#28 – Kuwashima Houko Pt.1

Name: Kuwashima Houko
DoB: 12 December 1975
Hometown: Kanegaseki, Iwate
Agency: Aoni Production
Representative Roles: Misumaru Yurika in Nadesico, Sango in Inuyasha, Hinata Fuyuki in Keroro, Yumura Kirika in Noir, Flay Allster in Gundam SEED, Stella Loussier in Gundam SEED Destiny, Clare in Claymore, Sakagami Tomoyo in Clannad, Kagura in Azumanga Daioh, Kou Shurei in Saiunkoku Monogatari, Yukimura Chizuru in Hakuoki

Today is Houko’s birthday!

It’s crazy to think that Hou-chan will be turning 40 next year (2015), which will also mark her 20th year anniversary as a seiyuu. She is just someone who I really admire for her talent and versatility; pretty much she can do any type of role and do it well. I’d say she ranks among my top 5 list of all-time super duper favourites.

This lengthy 5-part interview is a blast from the past – 2005 in fact, when Houko was 30. I will be splitting it into two parts for easier reading.

Part1 (I, II)

I’d like to be in a movie

Q: When did you start getting interested in voice acting as a job?
A: I first became aware of ‘seiyuu’ when I was in elementary school, maybe in fourth or fifth grade. My uncle had Future Boy Conan videos in his house that I’d watch, and I found it really fun.. I do vaguely remember bits of the show but when I watch it back now I find myself getting addicted to it all over again.

At the time VHS wasn’t widely in use so even the tapes themselves were quite expensive but somehow, my uncle had a complete set of the Future Boy Conan series (lol). He might’ve bought the tapes, but they eventually became part of my personal collection (lol).

Sometime later I got to watch two Miyazaki Hayao movies, Nausicaa and Laputa, in quick succession… they really left a great impact on an innocent kid like me. It might have been a fleeting thought at the time, but it did instill the feeling within me that ‘I want to appear in a Miyazaki production someday’.

I learned of seiyuu from seeing their names rolling in the end credits. That was when I first thought that I would like to become a seiyuu.

Q: Did you continue to feel that way after that?
A: Yes. My feelings never changed.

Q: What clubs did you join in school?
A: Even though I didn’t think I was particularly suited towards it, I joined the kendo club when I was in junior high. I didn’t even last a year.

After that I kept thinking that I really did want to take up acting.. but my school didn’t have a drama club so I asked for advice from a teacher about setting one up. He told me “You’ll need to find 5 members to fulfil club requirements plus there are student council rules to abide by, but if you really want to do it I can serve as the Club Adviser”.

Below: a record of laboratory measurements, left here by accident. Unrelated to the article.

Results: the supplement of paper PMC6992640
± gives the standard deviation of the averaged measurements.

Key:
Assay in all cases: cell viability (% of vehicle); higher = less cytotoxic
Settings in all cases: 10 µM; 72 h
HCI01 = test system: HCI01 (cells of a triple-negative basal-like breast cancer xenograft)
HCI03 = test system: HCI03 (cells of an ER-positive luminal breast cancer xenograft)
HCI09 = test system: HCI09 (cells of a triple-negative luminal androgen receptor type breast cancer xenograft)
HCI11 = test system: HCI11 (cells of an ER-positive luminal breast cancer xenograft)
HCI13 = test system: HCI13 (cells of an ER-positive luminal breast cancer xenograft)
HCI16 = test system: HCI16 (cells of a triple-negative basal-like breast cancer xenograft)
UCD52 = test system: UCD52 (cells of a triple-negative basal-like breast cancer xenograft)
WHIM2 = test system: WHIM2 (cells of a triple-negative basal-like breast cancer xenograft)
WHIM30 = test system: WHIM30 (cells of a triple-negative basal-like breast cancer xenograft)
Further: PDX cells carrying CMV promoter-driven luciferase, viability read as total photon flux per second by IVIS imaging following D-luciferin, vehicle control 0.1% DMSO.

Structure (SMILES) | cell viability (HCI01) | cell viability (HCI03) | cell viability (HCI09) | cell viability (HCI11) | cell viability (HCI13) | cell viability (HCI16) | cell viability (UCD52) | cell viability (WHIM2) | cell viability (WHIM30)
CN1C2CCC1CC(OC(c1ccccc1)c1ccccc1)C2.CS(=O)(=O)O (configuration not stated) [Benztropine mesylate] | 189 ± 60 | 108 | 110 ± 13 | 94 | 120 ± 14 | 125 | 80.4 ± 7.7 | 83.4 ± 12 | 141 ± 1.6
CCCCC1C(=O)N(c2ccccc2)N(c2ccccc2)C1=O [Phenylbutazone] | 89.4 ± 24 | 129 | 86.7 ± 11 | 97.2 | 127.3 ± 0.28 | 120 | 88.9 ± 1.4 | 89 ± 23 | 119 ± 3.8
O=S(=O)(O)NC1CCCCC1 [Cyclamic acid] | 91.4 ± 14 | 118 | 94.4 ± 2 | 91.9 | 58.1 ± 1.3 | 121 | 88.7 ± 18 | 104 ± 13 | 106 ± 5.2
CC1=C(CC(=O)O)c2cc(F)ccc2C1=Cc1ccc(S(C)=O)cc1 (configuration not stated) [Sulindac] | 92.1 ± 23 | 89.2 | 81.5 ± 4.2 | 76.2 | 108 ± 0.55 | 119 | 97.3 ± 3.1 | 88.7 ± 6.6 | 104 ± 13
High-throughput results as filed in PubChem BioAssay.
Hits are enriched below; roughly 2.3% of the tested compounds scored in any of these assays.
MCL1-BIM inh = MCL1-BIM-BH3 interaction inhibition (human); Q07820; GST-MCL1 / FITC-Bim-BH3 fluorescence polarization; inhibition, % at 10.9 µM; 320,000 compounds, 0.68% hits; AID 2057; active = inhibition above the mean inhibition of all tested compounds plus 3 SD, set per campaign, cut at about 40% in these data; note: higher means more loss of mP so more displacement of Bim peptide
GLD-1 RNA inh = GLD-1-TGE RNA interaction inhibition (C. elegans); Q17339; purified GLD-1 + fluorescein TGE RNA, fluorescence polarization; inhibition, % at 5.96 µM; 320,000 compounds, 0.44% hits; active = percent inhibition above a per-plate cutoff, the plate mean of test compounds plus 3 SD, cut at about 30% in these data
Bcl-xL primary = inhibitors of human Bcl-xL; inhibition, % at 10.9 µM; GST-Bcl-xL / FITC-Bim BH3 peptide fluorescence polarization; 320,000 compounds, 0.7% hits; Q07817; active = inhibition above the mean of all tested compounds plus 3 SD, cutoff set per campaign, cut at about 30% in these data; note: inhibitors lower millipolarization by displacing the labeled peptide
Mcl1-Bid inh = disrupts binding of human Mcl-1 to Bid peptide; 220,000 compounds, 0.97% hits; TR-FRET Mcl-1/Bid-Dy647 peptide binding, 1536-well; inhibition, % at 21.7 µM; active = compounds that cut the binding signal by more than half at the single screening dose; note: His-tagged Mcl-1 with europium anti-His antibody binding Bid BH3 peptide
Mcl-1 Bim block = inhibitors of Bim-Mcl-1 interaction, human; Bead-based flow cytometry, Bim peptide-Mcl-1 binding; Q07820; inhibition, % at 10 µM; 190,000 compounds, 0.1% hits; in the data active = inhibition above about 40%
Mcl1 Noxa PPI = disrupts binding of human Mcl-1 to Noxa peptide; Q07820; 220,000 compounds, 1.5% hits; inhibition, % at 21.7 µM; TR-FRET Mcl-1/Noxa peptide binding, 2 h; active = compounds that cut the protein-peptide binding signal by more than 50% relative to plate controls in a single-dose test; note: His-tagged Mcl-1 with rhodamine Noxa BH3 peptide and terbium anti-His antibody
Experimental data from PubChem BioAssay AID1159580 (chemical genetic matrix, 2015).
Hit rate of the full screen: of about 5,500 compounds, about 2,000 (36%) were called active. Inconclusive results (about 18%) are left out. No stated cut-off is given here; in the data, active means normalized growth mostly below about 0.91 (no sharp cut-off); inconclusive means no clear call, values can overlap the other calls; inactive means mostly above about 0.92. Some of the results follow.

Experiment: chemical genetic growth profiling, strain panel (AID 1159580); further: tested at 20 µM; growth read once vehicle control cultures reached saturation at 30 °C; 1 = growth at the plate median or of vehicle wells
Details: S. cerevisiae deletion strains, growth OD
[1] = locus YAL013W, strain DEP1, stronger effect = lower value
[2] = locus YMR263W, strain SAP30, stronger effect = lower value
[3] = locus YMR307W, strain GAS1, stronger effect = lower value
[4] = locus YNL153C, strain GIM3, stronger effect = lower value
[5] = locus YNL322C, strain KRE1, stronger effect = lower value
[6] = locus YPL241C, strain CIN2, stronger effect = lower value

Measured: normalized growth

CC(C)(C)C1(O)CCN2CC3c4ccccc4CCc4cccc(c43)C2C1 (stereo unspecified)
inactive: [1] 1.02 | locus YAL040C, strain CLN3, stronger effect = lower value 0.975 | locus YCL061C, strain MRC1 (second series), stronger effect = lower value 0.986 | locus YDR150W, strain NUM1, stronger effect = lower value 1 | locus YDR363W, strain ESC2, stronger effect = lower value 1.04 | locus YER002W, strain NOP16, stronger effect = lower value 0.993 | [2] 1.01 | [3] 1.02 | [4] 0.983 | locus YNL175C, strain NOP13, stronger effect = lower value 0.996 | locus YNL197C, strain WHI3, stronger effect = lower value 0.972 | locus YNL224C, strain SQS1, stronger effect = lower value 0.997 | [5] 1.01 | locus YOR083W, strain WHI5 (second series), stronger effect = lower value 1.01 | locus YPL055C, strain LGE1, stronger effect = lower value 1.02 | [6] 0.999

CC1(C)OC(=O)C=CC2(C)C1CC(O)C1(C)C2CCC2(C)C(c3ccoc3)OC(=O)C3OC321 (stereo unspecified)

Q: So did you manage to gather enough members to form the club?
A: After talking to friends and others who weren’t happy in their own clubs, I easily gathered 5 people. The club was established in the spring semester of my 2nd year of junior high and with a lot of freshman 1st years opting to join, we had around 24 members when we started. Maybe because we were a new club, but there was a sense of anticipation and novelty surrounding us. Most members were girls.

Since I had been the one to get things rolling, I naturally ended up as the Club President. We worked pretty hard at things like articulation etc so that we could put on performances at cultural festivals and events. Still, it was a tough job to coordinate (all members) since not everybody is the self-motivated type. Maybe it’s because everyone had “ulterior motives” in joining the drama club (lol). The percentage of members who were truly “motivated” was fairly low. I gave my absolute best on my part but at times, it felt like…I was just going round and round in circles.

Acting is about self-expression

Q: So did you have much acting experience up until then?
A: I’d really wanted to try out acting since I was in elementary school as you know, I am from the countryside in Iwate prefecture so there weren’t such places for me. When I was in kindergarten I really wanted to act in Peter Pan so when I got to my 2nd year of elementary school I cooked up a plan to put on a performance of Peter Pan with the rest of my classmates.

It goes without saying that I was the one who wrote the script and played the role of Peter Pan (lol). I’m normally really quiet and obedient and the type who doesn’t stand out in the class at all so our homeroom teacher found it interesting, the fact that the quietest kid in class wanted to do something like this. Our teacher felt that putting on a play would be an enriching experience for us so he/she decided to support our efforts. Maybe it’s a bit of an exaggeration to say that it ended up being a “one-man show”, but it did feel a bit like that for me.